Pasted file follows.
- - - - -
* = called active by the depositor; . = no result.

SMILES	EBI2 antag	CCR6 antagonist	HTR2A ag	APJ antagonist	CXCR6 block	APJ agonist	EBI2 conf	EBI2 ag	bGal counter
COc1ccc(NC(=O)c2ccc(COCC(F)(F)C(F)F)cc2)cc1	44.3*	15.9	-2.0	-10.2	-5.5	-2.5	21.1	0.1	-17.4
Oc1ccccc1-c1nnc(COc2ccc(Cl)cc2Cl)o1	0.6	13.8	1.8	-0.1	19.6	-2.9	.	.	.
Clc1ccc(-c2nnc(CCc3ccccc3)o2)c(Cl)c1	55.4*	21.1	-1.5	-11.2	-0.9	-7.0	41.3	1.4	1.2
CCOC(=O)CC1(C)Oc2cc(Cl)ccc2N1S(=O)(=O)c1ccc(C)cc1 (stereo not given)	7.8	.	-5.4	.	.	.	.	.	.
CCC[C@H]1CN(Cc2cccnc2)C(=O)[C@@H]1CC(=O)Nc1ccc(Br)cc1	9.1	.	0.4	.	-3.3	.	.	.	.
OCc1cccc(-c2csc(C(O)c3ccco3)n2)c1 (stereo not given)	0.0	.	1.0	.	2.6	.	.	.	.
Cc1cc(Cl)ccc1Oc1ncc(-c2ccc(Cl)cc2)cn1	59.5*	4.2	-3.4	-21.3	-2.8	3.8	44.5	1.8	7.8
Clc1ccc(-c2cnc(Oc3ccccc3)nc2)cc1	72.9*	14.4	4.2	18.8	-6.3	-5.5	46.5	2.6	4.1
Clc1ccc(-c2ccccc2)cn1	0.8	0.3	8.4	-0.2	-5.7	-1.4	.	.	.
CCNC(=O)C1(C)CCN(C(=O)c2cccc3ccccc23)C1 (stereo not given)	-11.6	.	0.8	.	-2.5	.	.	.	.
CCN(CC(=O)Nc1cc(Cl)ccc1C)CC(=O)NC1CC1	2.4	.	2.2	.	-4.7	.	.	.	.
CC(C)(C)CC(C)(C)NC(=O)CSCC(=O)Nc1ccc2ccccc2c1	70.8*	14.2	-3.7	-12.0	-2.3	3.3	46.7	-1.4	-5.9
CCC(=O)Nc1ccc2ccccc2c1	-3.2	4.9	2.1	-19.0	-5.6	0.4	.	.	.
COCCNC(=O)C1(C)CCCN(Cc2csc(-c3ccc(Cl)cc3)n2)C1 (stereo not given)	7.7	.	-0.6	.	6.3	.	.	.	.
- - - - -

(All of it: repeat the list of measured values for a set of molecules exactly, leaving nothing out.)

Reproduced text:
* = called active by the depositor; . = no result.

SMILES	EBI2 antag	CCR6 antagonist	HTR2A ag	APJ antagonist	CXCR6 block	APJ agonist	EBI2 conf	EBI2 ag	bGal counter
COc1ccc(NC(=O)c2ccc(COCC(F)(F)C(F)F)cc2)cc1	44.3*	15.9	-2.0	-10.2	-5.5	-2.5	21.1	0.1	-17.4
Oc1ccccc1-c1nnc(COc2ccc(Cl)cc2Cl)o1	0.6	13.8	1.8	-0.1	19.6	-2.9	.	.	.
Clc1ccc(-c2nnc(CCc3ccccc3)o2)c(Cl)c1	55.4*	21.1	-1.5	-11.2	-0.9	-7.0	41.3	1.4	1.2
CCOC(=O)CC1(C)Oc2cc(Cl)ccc2N1S(=O)(=O)c1ccc(C)cc1 (stereo not given)	7.8	.	-5.4	.	.	.	.	.	.
CCC[C@H]1CN(Cc2cccnc2)C(=O)[C@@H]1CC(=O)Nc1ccc(Br)cc1	9.1	.	0.4	.	-3.3	.	.	.	.
OCc1cccc(-c2csc(C(O)c3ccco3)n2)c1 (stereo not given)	0.0	.	1.0	.	2.6	.	.	.	.
Cc1cc(Cl)ccc1Oc1ncc(-c2ccc(Cl)cc2)cn1	59.5*	4.2	-3.4	-21.3	-2.8	3.8	44.5	1.8	7.8
Clc1ccc(-c2cnc(Oc3ccccc3)nc2)cc1	72.9*	14.4	4.2	18.8	-6.3	-5.5	46.5	2.6	4.1
Clc1ccc(-c2ccccc2)cn1	0.8	0.3	8.4	-0.2	-5.7	-1.4	.	.	.
CCNC(=O)C1(C)CCN(C(=O)c2cccc3ccccc23)C1 (stereo not given)	-11.6	.	0.8	.	-2.5	.	.	.	.
CCN(CC(=O)Nc1cc(Cl)ccc1C)CC(=O)NC1CC1	2.4	.	2.2	.	-4.7	.	.	.	.
CC(C)(C)CC(C)(C)NC(=O)CSCC(=O)Nc1ccc2ccccc2c1	70.8*	14.2	-3.7	-12.0	-2.3	3.3	46.7	-1.4	-5.9
CCC(=O)Nc1ccc2ccccc2c1	-3.2	4.9	2.1	-19.0	-5.6	0.4	.	.	.
COCCNC(=O)C1(C)CCCN(Cc2csc(-c3ccc(Cl)cc3)n2)C1 (stereo not given)	7.7	.	-0.6	.	6.3	.	.	.	.